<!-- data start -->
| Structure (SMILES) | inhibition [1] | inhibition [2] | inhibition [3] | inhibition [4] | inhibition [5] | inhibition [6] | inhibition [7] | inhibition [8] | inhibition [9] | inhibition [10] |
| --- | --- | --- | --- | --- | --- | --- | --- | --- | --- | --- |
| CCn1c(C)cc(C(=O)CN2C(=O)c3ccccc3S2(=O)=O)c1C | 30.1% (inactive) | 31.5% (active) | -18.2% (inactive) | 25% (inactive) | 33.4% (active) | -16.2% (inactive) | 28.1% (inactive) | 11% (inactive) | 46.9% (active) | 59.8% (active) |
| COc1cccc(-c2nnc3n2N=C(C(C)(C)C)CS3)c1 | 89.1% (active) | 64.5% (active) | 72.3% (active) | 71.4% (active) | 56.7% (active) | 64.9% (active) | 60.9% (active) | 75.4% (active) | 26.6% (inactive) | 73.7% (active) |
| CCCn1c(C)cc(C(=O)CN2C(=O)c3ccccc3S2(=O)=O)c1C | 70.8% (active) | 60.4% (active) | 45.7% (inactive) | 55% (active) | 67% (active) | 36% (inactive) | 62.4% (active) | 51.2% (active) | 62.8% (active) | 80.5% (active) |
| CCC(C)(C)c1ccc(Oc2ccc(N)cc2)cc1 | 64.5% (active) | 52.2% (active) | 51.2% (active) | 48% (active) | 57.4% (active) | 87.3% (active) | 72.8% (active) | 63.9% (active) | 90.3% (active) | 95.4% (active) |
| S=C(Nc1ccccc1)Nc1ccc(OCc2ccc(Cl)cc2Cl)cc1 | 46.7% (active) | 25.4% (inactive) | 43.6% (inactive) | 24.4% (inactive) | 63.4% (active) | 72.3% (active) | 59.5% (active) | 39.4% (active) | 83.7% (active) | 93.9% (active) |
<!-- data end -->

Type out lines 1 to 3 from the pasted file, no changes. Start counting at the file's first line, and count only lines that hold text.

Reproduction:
| Structure (SMILES) | inhibition [1] | inhibition [2] | inhibition [3] | inhibition [4] | inhibition [5] | inhibition [6] | inhibition [7] | inhibition [8] | inhibition [9] | inhibition [10] |
| --- | --- | --- | --- | --- | --- | --- | --- | --- | --- | --- |
| CCn1c(C)cc(C(=O)CN2C(=O)c3ccccc3S2(=O)=O)c1C | 30.1% (inactive) | 31.5% (active) | -18.2% (inactive) | 25% (inactive) | 33.4% (active) | -16.2% (inactive) | 28.1% (inactive) | 11% (inactive) | 46.9% (active) | 59.8% (active) |